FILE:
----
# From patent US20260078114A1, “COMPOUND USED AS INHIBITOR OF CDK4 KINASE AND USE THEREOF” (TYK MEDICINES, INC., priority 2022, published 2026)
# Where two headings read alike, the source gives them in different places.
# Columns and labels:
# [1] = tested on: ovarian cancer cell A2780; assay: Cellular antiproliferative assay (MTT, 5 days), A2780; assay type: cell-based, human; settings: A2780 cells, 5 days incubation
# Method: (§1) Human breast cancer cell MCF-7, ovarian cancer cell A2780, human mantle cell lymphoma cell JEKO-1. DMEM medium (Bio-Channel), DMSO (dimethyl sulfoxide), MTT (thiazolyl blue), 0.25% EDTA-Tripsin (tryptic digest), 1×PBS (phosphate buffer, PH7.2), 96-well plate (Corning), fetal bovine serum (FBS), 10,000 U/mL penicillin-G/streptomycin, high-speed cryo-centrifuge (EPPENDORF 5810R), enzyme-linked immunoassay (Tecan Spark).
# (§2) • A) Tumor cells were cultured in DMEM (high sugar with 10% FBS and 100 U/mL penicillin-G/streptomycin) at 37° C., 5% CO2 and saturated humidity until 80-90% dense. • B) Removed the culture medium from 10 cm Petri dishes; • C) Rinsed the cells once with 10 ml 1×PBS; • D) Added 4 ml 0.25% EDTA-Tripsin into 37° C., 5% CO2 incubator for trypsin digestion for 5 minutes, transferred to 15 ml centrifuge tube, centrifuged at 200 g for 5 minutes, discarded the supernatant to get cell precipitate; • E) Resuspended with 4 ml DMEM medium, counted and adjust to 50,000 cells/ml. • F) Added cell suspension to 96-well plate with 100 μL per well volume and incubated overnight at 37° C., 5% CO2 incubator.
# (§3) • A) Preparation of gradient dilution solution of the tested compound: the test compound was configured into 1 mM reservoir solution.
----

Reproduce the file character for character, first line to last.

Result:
# From patent US20260078114A1, “COMPOUND USED AS INHIBITOR OF CDK4 KINASE AND USE THEREOF” (TYK MEDICINES, INC., priority 2022, published 2026)
# Where two headings read alike, the source gives them in different places.
# Columns and labels:
# [1] = tested on: ovarian cancer cell A2780; assay: Cellular antiproliferative assay (MTT, 5 days), A2780; assay type: cell-based, human; settings: A2780 cells, 5 days incubation
# Method: (§1) Human breast cancer cell MCF-7, ovarian cancer cell A2780, human mantle cell lymphoma cell JEKO-1. DMEM medium (Bio-Channel), DMSO (dimethyl sulfoxide), MTT (thiazolyl blue), 0.25% EDTA-Tripsin (tryptic digest), 1×PBS (phosphate buffer, PH7.2), 96-well plate (Corning), fetal bovine serum (FBS), 10,000 U/mL penicillin-G/streptomycin, high-speed cryo-centrifuge (EPPENDORF 5810R), enzyme-linked immunoassay (Tecan Spark).
# (§2) • A) Tumor cells were cultured in DMEM (high sugar with 10% FBS and 100 U/mL penicillin-G/streptomycin) at 37° C., 5% CO2 and saturated humidity until 80-90% dense. • B) Removed the culture medium from 10 cm Petri dishes; • C) Rinsed the cells once with 10 ml 1×PBS; • D) Added 4 ml 0.25% EDTA-Tripsin into 37° C., 5% CO2 incubator for trypsin digestion for 5 minutes, transferred to 15 ml centrifuge tube, centrifuged at 200 g for 5 minutes, discarded the supernatant to get cell precipitate; • E) Resuspended with 4 ml DMEM medium, counted and adjust to 50,000 cells/ml. • F) Added cell suspension to 96-well plate with 100 μL per well volume and incubated overnight at 37° C., 5% CO2 incubator.
# (§3) • A) Preparation of gradient dilution solution of the tested compound: the test compound was configured into 1 mM reservoir solution.